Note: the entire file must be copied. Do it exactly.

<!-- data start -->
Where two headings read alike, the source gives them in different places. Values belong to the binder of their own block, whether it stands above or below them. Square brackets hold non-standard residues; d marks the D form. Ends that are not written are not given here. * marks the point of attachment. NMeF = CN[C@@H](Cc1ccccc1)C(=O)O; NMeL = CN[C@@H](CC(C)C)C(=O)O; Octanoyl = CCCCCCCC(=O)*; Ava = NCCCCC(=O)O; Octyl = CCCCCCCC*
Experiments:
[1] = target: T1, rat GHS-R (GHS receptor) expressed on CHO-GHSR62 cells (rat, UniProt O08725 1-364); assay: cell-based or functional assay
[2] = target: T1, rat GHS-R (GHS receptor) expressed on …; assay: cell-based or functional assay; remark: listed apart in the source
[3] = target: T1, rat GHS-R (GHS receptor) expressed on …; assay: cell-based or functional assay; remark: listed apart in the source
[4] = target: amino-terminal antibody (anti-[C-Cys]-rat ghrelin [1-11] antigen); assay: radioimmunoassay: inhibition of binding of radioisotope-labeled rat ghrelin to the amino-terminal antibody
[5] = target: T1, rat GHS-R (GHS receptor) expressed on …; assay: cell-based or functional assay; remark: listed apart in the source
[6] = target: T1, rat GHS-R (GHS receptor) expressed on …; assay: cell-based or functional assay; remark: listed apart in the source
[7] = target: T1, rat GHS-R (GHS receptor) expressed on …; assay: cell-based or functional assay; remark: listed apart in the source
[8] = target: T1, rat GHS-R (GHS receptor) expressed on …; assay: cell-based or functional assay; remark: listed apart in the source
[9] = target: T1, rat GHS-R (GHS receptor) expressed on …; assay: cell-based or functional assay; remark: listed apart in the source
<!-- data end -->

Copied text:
Where two headings read alike, the source gives them in different places. Values belong to the binder of their own block, whether it stands above or below them. Square brackets hold non-standard residues; d marks the D form. Ends that are not written are not given here. * marks the point of attachment. NMeF = CN[C@@H](Cc1ccccc1)C(=O)O; NMeL = CN[C@@H](CC(C)C)C(=O)O; Octanoyl = CCCCCCCC(=O)*; Ava = NCCCCC(=O)O; Octyl = CCCCCCCC*
Experiments:
[1] = target: T1, rat GHS-R (GHS receptor) expressed on CHO-GHSR62 cells (rat, UniProt O08725 1-364); assay: cell-based or functional assay
[2] = target: T1, rat GHS-R (GHS receptor) expressed on …; assay: cell-based or functional assay; remark: listed apart in the source
[3] = target: T1, rat GHS-R (GHS receptor) expressed on …; assay: cell-based or functional assay; remark: listed apart in the source
[4] = target: amino-terminal antibody (anti-[C-Cys]-rat ghrelin [1-11] antigen); assay: radioimmunoassay: inhibition of binding of radioisotope-labeled rat ghrelin to the amino-terminal antibody
[5] = target: T1, rat GHS-R (GHS receptor) expressed on …; assay: cell-based or functional assay; remark: listed apart in the source
[6] = target: T1, rat GHS-R (GHS receptor) expressed on …; assay: cell-based or functional assay; remark: listed apart in the source
[7] = target: T1, rat GHS-R (GHS receptor) expressed on …; assay: cell-based or functional assay; remark: listed apart in the source
[8] = target: T1, rat GHS-R (GHS receptor) expressed on …; assay: cell-based or functional assay; remark: listed apart in the source
[9] = target: T1, rat GHS-R (GHS receptor) expressed on …; assay: cell-based or functional assay; remark: listed apart in the source